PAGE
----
Lab 5

Virtual Jamestown

Crandall A. Shifflett, Virginia Polytechnic Institute and State University, University of Virginia, and the Virginia Center for Digital History
http://www.virtualjamestown.org

This site is so cool. It is a work in progress but the purpose of the site is to create a virtual archive of historic Jamestown. There is a 3D recreation of a Paspahegh Indian Village which was interesting, and the site focuses a lot on the Indians living in the area and their experiences as well as having the papers of John Smith and his map of the town.

Kindred Britain

kindred.stanford.edu

Kindred Britain is something that was brought up briefly in our last class and is something that I’m familiar with and really like. It is an interactive map that shows how all of the famous and royal people in England are connected. So for example you could look at Charles Dickens and see how he is related to Virginia Woolf. It’s crazy how interconnected everyone actually is.

Canadian Mysteries

http://canadianmysteries.ca/en/index.php

The premise of the site is pretty entertaining. The idea is that teachers will use these unsolved historical mysteries to teach their students about history and is based on the method of “document-centered inquiry”. It seems like it would be a fun site to use and would get kids interested in learning.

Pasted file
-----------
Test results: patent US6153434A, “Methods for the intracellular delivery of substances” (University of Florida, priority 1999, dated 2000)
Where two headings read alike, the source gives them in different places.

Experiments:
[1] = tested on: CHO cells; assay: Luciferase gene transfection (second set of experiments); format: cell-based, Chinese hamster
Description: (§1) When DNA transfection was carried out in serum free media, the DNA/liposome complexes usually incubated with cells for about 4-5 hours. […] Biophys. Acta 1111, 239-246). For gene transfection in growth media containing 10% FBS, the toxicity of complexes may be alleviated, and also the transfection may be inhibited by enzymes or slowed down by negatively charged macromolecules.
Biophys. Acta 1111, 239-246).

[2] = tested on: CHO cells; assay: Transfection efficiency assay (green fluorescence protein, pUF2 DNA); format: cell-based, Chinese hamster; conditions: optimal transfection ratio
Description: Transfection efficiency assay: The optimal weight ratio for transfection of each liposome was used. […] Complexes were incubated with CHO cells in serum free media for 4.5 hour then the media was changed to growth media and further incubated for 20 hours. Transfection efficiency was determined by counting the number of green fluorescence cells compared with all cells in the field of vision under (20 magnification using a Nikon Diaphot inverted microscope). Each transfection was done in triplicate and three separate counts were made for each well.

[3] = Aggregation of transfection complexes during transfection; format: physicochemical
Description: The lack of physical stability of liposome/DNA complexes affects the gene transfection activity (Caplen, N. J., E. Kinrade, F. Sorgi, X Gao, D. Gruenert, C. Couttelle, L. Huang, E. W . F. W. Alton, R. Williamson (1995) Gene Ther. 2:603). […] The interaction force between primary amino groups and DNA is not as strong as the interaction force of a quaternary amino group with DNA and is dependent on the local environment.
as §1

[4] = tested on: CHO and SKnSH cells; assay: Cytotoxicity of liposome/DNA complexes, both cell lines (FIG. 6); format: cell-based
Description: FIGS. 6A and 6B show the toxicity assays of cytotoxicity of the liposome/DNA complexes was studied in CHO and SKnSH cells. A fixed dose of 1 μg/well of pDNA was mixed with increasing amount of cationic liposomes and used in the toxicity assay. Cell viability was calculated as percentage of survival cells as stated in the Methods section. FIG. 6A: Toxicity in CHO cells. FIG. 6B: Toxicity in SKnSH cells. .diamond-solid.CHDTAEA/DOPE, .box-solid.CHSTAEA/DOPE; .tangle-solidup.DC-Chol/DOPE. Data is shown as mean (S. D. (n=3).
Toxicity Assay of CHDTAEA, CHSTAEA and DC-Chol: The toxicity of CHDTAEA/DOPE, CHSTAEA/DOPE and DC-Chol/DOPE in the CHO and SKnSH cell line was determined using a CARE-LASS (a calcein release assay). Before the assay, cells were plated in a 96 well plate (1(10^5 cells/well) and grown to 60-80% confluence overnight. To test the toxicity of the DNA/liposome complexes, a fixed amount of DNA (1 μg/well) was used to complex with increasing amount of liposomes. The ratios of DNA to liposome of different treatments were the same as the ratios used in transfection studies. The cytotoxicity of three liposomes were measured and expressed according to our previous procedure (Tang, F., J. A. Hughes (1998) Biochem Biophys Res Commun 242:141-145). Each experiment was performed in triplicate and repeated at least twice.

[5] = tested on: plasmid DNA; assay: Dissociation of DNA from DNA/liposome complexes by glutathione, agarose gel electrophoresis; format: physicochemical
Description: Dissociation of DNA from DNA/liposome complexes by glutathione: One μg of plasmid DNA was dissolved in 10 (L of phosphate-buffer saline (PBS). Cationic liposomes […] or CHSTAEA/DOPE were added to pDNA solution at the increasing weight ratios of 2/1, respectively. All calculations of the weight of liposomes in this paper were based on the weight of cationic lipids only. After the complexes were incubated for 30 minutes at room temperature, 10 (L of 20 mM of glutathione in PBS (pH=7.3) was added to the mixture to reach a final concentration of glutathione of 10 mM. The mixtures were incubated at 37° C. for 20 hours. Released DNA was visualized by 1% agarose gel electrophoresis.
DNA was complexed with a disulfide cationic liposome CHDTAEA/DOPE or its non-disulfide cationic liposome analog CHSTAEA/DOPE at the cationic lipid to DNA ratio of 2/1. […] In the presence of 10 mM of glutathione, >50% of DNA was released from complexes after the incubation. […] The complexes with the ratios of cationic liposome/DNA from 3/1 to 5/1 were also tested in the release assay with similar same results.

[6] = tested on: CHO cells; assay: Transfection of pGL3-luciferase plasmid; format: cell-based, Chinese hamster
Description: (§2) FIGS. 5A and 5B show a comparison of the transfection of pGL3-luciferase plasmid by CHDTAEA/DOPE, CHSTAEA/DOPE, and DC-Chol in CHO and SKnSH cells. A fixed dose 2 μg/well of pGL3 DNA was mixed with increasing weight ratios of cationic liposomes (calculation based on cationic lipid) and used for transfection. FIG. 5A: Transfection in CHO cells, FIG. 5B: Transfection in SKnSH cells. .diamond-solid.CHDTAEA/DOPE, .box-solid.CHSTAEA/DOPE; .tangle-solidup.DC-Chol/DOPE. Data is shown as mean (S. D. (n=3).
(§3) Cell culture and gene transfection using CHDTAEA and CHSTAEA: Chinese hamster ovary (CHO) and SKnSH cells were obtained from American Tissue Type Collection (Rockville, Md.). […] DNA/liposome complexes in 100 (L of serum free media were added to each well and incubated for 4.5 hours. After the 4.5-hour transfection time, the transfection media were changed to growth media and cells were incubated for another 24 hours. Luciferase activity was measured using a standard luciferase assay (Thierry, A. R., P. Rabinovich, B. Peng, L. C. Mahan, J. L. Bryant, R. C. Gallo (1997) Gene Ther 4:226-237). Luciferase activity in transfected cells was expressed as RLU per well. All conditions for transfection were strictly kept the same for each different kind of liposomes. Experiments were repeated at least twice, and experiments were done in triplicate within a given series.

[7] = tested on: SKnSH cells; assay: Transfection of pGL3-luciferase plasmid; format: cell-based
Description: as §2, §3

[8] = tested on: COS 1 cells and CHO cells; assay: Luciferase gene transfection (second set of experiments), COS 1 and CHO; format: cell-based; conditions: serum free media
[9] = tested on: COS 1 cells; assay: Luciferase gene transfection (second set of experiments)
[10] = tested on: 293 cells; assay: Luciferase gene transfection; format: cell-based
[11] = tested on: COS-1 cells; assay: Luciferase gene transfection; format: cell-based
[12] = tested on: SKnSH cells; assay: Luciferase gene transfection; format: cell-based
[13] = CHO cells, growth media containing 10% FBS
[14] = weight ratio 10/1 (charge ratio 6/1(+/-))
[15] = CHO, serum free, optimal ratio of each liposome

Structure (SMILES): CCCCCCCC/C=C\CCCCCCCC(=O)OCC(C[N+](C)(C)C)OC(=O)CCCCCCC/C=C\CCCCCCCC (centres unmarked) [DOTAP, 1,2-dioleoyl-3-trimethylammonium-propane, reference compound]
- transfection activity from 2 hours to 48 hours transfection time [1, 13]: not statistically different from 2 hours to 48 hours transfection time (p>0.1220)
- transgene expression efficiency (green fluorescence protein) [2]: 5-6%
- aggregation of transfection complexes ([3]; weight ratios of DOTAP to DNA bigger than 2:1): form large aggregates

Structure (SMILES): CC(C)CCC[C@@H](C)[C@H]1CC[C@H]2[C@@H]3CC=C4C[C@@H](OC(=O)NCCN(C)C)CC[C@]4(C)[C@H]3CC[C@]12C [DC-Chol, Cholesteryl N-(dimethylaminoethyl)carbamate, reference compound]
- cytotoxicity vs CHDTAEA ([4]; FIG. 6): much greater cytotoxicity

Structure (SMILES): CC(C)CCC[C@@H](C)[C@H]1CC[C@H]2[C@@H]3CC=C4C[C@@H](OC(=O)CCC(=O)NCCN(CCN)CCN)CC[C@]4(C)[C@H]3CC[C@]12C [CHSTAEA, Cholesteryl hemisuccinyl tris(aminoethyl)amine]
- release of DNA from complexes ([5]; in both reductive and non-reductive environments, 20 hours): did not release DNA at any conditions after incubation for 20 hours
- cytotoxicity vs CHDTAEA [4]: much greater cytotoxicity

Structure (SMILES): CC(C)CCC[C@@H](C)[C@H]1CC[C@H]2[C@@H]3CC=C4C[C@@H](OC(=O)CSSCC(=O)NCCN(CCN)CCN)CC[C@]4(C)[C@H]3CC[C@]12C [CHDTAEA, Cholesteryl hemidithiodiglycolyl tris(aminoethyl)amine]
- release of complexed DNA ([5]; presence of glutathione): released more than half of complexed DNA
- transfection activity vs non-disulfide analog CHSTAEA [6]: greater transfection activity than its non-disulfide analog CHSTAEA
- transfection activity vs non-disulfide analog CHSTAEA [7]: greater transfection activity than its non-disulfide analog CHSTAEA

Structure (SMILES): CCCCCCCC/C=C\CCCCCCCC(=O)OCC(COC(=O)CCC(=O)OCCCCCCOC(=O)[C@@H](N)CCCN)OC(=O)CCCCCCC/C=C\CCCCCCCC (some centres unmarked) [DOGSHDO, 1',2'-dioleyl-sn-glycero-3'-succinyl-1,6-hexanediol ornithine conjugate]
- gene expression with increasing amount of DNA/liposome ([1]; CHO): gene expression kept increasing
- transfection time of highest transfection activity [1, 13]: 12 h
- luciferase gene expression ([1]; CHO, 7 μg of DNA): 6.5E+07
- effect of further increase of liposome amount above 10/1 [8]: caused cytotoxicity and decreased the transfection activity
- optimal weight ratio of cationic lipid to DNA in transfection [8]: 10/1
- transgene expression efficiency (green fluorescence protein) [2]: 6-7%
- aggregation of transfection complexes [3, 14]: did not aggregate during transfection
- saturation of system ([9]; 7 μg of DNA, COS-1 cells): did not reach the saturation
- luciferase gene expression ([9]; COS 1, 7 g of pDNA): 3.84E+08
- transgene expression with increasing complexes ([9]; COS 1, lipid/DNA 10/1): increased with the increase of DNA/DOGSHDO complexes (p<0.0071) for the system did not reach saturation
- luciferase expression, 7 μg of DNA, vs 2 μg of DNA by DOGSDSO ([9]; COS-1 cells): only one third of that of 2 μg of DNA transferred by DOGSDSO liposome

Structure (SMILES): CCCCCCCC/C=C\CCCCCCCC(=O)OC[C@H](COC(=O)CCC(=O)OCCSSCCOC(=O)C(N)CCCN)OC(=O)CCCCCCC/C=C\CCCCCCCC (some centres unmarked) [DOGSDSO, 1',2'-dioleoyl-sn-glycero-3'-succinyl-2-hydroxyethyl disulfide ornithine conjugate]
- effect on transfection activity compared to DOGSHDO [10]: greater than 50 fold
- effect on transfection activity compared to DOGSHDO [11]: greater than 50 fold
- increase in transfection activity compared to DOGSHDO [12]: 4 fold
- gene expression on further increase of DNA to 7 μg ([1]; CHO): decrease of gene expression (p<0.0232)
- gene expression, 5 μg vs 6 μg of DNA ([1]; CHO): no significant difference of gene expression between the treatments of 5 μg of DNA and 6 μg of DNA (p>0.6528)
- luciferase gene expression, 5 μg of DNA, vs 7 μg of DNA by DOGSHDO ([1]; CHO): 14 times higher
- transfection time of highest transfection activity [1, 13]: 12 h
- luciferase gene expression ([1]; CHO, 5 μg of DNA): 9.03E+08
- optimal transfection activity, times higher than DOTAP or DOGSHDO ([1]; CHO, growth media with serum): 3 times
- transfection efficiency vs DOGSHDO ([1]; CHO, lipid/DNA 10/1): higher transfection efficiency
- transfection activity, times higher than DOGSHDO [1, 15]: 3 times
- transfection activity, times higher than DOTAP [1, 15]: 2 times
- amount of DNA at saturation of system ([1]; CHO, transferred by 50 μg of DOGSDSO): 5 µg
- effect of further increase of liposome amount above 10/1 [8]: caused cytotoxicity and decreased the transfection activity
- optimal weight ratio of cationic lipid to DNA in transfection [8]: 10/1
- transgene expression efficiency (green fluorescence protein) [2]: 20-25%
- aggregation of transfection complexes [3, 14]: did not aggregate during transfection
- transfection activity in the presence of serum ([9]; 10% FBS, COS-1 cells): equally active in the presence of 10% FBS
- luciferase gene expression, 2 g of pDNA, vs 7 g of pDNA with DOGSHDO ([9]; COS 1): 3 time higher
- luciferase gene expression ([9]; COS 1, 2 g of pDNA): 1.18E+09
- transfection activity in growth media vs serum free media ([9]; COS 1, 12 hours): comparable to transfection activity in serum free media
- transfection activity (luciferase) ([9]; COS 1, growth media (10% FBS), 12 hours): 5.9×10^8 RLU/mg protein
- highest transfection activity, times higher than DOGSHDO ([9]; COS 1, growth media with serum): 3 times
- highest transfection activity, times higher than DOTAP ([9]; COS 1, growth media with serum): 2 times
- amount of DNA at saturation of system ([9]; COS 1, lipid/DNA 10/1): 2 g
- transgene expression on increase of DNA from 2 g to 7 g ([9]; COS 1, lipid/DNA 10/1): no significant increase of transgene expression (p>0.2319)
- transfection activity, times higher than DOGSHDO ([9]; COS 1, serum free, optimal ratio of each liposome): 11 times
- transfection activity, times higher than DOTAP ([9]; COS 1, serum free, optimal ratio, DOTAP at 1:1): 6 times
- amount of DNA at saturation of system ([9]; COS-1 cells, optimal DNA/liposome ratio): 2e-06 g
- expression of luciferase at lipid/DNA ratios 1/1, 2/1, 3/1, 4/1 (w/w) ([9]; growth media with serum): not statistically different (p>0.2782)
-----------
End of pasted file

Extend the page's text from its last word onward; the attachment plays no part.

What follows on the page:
How did they make that?

University of California, Los Angeles

How did they make that?

This site is great because it takes different digital humanities projects and breaks down how they were created. Every project has a list of the platforms used and the skills needed to create the project. So, when you see something cool online you could use this as a resource to find out how to make a similar project. It could be a great tool for students or researchers who are looking to integrate digital humanities into their projects.

The Walt Whitman Archive

Kenneth M. Price and Ed Folsom
http://www.whitmanarchive.org/

As an English major I’m always a sucker for sites that archive an author’s collective works. This site not only includes Walt Whitman’s published works but also his personal letters which I liked and they even have a recording of him reading a few lines of his poetry (as well as someone else who recorded all of them making them more accessible which is great).

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